Patients were evaluated for eligibility the day before the procedure by an investigator who do not control or know the future patients group assignment. Hemodynamically, stable patients with non-cyanotic congenital heart disease were included in the study. Patients with predicted difficult airway, known cervical spine disease, esophageal or gastrointestinal bleeding, pulmonary disease, tracheotomy, neurodevelopmental delay, or relevant drug allergy were excluded from the study.

Patients were randomly allocated using a computer generated random numbers into two equal groups to have their airway maintained during the procedure with either LMA (The Laryngeal Mask Company, Ltd., Bucks, United Kingdom) or an (ET) (Portex Ltd., Kent, United Kingdom).

Procedures

Patients were pre-medicated with oral midazolam 0.5 mg/kg, 1 h before the procedure.

In the cardiac lab, patients were monitored by continuous electrocardiogram, non-invasive blood pressure and pulse oximetry. After insertion of intravenous cannula, an infusion of lactated Ringer solution was initiated at the rate of 10 ml/kg/h. Anesthesia was induced with ketamine 1 mg/kg I.V, propofol 1 mg/kg. sevoflurane 2% in 100% oxygen was then administered through a face mask.

After reaching adequate depth of anesthesia, guided by end-tidal anesthetic gas concentration, [7] In the LMA group, the TEE probe (5.5/7.5-MHz pediatric biplane transducer (Hewlett-Packard 2500) was inserted to the mid-esophagus followed by insertion of proper sized LMA in front of the TEE probe. In the ET group, the proper sized ET was inserted through the larynx followed by TEE probe insertion through the esophagus.

In both groups, the selected airway was attached to the breathing circuit. The airway was considered to be secured once a positive capnographic waveform was observed with positive bilateral breathing sound and visible chest movements. Sevoflurane 1-2, age-adjusted, minimum alveolar concentration in oxygen 100% was administered for anesthetic maintenance.

At the end of the TEE study, the TEE was removed and sevoflurane administration was discontinued. The LMA or ET tube was removed when swallowing and regular spontaneous breathing movements were resumed. Patients were discharged to the recovery room when ≥8 points of Aldrete scale were reached. Once in the recovery room, patients were clinically monitored and Aldrete scale was evaluated every 5 min until they reached 10 points of the scale and were then discharged.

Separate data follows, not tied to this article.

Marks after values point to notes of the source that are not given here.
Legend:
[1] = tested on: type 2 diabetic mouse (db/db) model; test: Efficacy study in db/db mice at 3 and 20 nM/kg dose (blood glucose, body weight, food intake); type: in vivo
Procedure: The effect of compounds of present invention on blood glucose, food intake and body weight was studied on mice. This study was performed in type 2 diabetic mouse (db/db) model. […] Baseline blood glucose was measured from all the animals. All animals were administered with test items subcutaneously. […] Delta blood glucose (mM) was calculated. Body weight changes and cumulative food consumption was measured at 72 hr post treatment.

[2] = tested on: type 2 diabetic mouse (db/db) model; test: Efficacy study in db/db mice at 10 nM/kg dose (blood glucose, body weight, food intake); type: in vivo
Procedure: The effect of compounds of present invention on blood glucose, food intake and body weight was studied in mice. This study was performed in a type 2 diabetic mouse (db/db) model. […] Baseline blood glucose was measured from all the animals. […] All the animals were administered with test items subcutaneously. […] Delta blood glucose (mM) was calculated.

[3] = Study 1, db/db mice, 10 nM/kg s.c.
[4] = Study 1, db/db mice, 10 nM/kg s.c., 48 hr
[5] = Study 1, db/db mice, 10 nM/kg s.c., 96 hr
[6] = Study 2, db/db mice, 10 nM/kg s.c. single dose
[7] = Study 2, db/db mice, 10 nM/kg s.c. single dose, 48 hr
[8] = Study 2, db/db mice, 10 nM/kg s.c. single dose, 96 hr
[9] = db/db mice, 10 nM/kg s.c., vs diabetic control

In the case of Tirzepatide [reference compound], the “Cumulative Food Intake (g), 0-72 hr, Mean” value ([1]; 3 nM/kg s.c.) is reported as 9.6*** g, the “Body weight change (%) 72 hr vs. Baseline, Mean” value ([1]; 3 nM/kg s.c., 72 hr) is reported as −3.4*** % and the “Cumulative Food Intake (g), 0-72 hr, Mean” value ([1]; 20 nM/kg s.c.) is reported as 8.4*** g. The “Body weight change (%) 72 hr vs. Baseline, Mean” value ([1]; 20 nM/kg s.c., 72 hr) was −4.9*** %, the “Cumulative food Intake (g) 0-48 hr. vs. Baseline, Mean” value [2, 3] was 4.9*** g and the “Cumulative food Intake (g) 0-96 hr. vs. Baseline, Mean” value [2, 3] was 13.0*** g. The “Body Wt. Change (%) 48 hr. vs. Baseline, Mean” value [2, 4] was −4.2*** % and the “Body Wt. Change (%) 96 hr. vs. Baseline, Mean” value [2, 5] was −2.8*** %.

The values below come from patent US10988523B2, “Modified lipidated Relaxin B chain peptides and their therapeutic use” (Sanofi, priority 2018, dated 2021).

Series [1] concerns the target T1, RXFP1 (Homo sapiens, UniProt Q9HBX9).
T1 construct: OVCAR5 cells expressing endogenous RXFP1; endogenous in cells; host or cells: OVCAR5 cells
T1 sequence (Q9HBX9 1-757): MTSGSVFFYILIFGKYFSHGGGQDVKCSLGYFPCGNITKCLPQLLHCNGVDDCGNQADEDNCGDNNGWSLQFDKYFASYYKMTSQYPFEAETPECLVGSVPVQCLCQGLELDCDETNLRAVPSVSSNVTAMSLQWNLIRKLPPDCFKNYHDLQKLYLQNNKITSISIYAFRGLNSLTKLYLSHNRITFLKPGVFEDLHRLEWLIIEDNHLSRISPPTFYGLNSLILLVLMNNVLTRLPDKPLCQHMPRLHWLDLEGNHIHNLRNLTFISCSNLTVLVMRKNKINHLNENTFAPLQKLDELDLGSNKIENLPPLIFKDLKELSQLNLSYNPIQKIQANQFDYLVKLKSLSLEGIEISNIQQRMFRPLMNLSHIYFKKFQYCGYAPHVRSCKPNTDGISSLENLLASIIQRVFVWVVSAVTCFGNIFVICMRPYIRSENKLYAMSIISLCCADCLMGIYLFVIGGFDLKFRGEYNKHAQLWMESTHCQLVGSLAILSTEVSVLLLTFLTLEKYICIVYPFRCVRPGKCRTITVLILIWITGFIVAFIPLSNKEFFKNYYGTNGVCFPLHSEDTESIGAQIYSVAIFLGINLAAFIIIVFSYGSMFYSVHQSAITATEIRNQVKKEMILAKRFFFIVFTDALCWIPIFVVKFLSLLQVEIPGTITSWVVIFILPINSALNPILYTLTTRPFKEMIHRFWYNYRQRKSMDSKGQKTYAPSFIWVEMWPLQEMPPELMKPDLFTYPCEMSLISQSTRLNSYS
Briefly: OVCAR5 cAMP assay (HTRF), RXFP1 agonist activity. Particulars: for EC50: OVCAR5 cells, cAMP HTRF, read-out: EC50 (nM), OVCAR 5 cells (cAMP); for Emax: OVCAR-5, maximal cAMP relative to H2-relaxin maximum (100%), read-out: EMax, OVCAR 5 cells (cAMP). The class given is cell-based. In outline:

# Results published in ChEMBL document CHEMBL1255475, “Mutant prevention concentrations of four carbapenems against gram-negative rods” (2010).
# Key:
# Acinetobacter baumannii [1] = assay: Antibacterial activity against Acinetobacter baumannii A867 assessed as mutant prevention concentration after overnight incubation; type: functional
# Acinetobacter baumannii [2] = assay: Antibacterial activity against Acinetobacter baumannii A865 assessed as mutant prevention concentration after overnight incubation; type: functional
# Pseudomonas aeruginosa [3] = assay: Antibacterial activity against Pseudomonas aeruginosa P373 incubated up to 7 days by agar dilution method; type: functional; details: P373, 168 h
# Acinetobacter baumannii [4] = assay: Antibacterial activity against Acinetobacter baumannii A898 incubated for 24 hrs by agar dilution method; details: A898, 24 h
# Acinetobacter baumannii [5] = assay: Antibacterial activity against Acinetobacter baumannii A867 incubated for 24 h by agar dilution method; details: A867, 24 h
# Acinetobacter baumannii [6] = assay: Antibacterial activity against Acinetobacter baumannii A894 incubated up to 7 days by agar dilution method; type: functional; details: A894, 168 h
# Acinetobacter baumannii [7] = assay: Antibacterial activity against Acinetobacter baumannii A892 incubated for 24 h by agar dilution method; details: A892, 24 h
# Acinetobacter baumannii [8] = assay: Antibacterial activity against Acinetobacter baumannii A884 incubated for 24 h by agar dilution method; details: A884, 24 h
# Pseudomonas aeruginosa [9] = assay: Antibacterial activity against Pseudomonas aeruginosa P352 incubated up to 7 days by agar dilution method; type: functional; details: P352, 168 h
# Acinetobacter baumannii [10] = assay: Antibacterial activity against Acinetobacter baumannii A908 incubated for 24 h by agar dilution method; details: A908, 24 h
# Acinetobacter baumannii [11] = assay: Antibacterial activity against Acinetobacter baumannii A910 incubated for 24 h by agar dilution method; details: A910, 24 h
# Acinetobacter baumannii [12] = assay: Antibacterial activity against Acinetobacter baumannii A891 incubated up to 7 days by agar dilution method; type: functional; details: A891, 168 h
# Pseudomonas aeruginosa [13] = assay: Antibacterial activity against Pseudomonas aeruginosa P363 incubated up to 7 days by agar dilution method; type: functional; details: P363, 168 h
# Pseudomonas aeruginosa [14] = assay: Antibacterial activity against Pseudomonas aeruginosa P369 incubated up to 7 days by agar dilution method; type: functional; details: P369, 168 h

Study outcomes

Heart rate (beats/min), systolic, diastolic blood pressures (mmHg), arterial oxygen saturation measured by pulse oximetry (SpO 2 in %) and end-tidal carbon dioxide (mmHg) were measured every 5 min. However, for study purpose, these parameters were registered at the following times: Pre-anesthetic induction, post-anesthetic induction, post-intubation, at the end of anesthesia, post-extubation and at the time the patient was discharged. The extubation time is defined as the time (min) elapsed from the discontinuation of sevoflurane to removal of ET or LMA and the recovery time is defined as the time (min) elapsed from extubation to the discharge of the patient from the recovery room, were registered.

Complications during the procedure and in the recovery room such as laryngeal spasm, cough and vomiting were recorded. The operator were asked grade their satisfaction into 1 = excellent, 2 = very good, 3 = good and 4 not satisfied.

Statistical analysis

Power analysis was based on a previous study [5] that showed an average difference in the recovery time between LMA and ET groups of 7.5 min with standard deviation of 9 min. A total of 23 patients were required in each group to have an 80% chance to detect a significant difference between the two groups at the 5% level of significance. To compensate for dropout cases, 25 cases were studied in each group. Data were tested for normal distribution using the Kolmogorov-Smirnov test. Differences between groups in demographic data and baseline values of hemodynamic variables was analyzed using unpaired t-test or χ2 test as appropriate. For comparison of different observations within and between the groups, data was first analyzed by repeated-measures analysis of variance and differences then calculated by post hoc testing (Newman-Keuls test). Fisher's Exact test was used to compare the incidence of complications between groups. Analysis was performed using Statistical software version 7.0 for windows (Statsoft, Inc., Tulsa, USA). A P < 0.05 was considered significant.